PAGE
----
X = N X ( m 1 , s 1 2 ) Y = N Y ( m 2 , s 2 2 ) (16)

represented statistically by the symbol N ( m , s 2 ) in which m is the mean of the variable, s 2 is the variance, and the PDF of a normal distribution (indicated by superscript N)takes the general form

p X ( N ) ( x ) = 1 2 π s 2 e ( x m ) 2 / 2 s 2 . (17)

Substitution into Equation (15) of PDF (17) with the parameters of distributions (16) leads to the explicit function

p Z ( N , N ) ( z ) = 1 2 π s 1 s 2 0 y 2 e ( z y 2 m 1 ) 2 / 2 s 1 2 ( e ( y m 2 ) 2 / 2 s 2 2 + e ( y + m 2 ) 2 / 2 s 2 2 ) d y . (18)

where the superscript ( N , N ) signifies that both component factors (mass and height) are normally distributed. It is clear from the form of Equation (18), in which the leading term in the exponent is z to the 4th power (rather than quadratic), that normal distributions of mass and height, as expressed in relations (16), result in a non-normal and non-symmetrical distribution of body mass index.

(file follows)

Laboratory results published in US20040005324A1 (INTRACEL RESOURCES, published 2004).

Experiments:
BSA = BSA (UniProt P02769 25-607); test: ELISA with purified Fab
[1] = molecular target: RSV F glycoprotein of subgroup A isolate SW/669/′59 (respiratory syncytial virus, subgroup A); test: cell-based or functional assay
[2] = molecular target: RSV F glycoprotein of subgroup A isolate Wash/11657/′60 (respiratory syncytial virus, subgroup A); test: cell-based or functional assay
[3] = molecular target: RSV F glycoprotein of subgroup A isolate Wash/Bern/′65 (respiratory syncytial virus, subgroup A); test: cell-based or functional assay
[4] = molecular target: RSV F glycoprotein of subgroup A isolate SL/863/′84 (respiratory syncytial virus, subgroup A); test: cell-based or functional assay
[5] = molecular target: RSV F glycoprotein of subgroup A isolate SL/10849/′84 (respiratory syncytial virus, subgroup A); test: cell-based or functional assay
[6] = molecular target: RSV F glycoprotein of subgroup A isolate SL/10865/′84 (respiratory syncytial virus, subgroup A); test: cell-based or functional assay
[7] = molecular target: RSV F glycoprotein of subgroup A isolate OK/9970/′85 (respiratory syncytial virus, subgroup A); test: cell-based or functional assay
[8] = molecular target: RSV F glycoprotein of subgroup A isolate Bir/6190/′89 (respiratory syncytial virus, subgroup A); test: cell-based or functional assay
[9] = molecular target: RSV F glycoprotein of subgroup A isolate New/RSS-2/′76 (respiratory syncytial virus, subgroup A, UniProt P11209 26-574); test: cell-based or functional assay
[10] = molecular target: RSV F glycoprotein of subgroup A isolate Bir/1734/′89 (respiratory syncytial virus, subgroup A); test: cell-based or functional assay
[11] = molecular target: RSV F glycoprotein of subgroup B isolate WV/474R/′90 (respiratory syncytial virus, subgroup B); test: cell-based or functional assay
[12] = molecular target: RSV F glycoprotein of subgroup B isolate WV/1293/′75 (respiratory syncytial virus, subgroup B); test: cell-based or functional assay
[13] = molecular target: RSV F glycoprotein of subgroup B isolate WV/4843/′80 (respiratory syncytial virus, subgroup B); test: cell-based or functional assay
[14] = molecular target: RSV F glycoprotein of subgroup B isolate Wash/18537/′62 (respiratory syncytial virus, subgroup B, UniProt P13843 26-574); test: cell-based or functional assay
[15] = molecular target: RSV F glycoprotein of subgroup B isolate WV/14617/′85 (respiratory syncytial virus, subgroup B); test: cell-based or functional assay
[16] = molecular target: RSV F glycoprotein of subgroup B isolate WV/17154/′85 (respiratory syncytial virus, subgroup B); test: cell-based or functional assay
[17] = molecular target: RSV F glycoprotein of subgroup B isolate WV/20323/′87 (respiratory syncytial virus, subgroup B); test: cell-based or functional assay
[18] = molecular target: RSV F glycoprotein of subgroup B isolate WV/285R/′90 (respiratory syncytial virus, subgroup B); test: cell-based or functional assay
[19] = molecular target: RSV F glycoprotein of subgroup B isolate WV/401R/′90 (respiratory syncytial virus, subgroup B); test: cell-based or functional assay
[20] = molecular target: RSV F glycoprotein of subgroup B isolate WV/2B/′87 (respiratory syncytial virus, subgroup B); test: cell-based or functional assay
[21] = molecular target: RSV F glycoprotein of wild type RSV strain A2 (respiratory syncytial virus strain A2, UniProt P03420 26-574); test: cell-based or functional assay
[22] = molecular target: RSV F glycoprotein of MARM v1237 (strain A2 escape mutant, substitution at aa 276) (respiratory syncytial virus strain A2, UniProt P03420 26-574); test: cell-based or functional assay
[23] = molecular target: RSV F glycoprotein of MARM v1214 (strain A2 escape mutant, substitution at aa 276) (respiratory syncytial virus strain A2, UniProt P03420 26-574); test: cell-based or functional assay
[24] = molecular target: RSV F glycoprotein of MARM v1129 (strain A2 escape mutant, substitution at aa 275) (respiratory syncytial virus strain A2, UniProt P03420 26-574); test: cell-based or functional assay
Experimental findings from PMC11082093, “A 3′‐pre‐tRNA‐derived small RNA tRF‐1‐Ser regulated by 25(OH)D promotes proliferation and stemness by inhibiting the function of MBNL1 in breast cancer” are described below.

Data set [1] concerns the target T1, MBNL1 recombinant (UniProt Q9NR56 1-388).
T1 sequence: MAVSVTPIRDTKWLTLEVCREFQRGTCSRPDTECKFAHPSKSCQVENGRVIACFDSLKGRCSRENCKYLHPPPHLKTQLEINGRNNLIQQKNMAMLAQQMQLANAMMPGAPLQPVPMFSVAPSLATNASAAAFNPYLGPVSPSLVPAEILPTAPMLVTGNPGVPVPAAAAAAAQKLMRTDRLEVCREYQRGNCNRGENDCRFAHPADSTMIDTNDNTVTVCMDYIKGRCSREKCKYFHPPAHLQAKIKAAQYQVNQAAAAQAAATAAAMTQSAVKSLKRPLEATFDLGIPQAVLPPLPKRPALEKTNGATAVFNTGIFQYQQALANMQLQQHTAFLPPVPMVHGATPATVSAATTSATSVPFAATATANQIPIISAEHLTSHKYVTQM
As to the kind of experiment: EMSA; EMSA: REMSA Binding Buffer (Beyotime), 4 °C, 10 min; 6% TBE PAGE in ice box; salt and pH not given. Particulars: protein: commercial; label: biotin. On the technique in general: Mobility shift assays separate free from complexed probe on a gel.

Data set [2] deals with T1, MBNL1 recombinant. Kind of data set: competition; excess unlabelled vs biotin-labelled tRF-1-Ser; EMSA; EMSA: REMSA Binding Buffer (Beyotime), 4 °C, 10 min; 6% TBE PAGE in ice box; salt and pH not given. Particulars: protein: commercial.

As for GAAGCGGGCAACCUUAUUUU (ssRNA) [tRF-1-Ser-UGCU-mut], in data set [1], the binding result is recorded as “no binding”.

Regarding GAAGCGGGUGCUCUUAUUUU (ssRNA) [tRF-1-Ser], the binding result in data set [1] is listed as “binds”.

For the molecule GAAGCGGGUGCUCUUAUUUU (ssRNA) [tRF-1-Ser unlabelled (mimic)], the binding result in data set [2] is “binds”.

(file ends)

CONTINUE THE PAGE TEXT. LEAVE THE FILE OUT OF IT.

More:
To our knowledge, the integral (18) cannot be performed analytically, but must be evaluated numerically. A plot of p Z ( N , N ) ( z ) (solid curve) as a function of z for a hypothetical sample set of parameters is shown in Figure 1. The profile is skewed to the right and appears very much like the lognormal profile (dashed curve), superposed for comparison. As seen in the figure, the two profiles are distinguishable, but in close agreement, especially in the vicinity of the maximum, the origin, and along the right tail. If the range of the figure were extended to show the tail out to z = 200, the two profiles would appear to overlap apart from a slightly lower maximum value of the lognormal distribution.